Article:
Coupled atmosphere-hydrological modeling for improved hydro-meteorological predictions (co-organized)
|Convener: Harald Kunstmann | Co-Conveners: Alfonso Senatore , D. gochis , Francesca Viterbo|
Prediction skill of hydro-meteorological forecasting systems has remarkably improved in recent decades. Advances in both weather and hydrology models, linked to the availability of more powerful and efficient computational resources, allowed the development of even more complex systems based on the combination of spatially distributed physically-based hydrologic and hydraulic models with deterministic and/or ensemble meteorological forecasts. In particular, among the emerging paradigms in the modeling of atmospheric and hydrological processes, fully-coupled modeling is a topic of growing interest among hydrometeorologists, hydroclimatologists and traditional hydrologists alike, because the possibility of including groundwater and soil moisture redistribution feedback in the lower boundary condition of meteorological models portends an improvement in process representation of water and energy fluxes modeling between land and the atmosphere. The improvement of hydrometeorological process representation and forecasts is one of the main purposes of the development of novel, fully two-way dynamically coupled atmospheric-hydrological modeling systems.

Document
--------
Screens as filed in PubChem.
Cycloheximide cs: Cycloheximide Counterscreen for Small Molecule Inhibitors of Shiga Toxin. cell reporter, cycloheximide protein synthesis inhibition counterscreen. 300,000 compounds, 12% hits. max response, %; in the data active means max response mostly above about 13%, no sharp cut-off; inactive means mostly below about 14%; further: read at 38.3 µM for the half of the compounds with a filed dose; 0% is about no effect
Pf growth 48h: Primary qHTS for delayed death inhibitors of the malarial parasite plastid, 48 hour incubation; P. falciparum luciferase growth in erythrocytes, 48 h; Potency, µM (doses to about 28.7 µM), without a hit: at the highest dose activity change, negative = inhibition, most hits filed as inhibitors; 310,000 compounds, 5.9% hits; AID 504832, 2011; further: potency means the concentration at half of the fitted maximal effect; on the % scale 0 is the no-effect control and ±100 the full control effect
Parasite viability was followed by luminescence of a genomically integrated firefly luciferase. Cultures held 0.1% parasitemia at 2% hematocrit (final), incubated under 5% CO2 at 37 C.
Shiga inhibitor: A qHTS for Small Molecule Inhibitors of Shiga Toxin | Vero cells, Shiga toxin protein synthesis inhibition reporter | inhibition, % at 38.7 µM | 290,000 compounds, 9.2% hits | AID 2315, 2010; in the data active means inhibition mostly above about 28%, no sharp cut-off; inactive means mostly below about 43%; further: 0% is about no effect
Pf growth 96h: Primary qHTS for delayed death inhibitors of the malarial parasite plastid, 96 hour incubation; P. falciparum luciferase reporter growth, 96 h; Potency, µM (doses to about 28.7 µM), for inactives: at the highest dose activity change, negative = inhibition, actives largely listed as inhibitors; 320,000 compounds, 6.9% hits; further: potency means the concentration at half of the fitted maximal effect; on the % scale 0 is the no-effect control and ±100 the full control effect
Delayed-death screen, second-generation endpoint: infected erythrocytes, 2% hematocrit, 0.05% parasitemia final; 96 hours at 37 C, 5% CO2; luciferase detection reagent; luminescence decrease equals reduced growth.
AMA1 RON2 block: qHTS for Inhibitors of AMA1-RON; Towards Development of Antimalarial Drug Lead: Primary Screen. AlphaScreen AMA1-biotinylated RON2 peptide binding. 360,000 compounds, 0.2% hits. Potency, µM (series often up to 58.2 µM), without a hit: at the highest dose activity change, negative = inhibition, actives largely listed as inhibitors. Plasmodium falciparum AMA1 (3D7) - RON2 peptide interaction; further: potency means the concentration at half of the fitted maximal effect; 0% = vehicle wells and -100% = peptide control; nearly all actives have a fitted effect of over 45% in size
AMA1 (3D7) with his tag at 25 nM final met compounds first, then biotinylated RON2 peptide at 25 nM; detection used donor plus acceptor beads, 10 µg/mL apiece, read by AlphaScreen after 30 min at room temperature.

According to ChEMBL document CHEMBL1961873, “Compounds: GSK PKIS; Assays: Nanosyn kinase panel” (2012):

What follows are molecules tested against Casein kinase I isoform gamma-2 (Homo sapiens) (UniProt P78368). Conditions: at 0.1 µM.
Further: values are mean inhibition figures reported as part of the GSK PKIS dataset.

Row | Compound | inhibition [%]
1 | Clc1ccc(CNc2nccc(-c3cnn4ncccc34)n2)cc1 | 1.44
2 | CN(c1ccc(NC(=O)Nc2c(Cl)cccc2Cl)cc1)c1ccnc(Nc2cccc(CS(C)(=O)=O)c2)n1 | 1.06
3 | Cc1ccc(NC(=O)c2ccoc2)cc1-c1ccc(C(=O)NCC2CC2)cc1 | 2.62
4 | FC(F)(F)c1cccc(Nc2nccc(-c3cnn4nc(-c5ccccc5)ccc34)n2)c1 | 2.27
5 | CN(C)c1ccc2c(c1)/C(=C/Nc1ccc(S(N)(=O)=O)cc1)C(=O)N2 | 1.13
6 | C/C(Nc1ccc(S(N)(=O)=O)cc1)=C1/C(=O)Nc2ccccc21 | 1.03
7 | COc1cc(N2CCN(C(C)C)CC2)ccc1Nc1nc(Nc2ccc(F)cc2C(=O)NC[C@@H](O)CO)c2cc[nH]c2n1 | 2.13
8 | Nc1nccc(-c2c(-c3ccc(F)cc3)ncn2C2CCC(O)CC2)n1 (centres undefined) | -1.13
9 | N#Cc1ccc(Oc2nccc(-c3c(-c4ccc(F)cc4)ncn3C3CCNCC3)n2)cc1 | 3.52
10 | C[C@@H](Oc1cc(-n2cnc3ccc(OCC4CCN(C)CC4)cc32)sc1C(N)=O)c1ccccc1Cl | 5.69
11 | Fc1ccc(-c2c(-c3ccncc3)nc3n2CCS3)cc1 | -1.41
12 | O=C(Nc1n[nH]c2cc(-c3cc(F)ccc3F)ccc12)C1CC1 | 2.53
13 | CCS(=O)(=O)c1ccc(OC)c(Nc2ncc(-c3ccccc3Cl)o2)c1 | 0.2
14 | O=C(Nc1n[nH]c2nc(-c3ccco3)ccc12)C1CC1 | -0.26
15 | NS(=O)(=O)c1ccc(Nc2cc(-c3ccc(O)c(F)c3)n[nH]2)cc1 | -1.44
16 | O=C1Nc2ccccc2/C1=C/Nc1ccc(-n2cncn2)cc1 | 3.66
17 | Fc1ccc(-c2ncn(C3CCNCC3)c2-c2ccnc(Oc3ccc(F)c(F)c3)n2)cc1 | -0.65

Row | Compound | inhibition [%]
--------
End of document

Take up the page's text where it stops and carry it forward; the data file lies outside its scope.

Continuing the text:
The primary objective of the session is to create a valuable opportunity for the interdisciplinary exchange of ideas and experiences among atmospheric-hydrological modelers and members of both hydrology and Earth System modeling communities. Contributions are invited dealing with the complex and cyclical interactions between surface water, groundwater and regional climate, with a specific focus on those presenting work on the development or application of one-way (both deterministic and ensemble) or fully-coupled hydrometeorological prediction systems for flood, flash-flood and water resources prediction. Presentations of intercomparisons between one-way and fully-coupled hydrometeorological chains are particularly encouraged, such as contributions on novel one-way and fully-coupled modeling systems that bridge spatial scales through dynamic regridding or upscaling/downscaling methodologies. Finally, presentations about on-field experiments and testbeds equipped with complex sensors and measurement systems allowing multi-variable validation of such complex modeling systems are also welcome.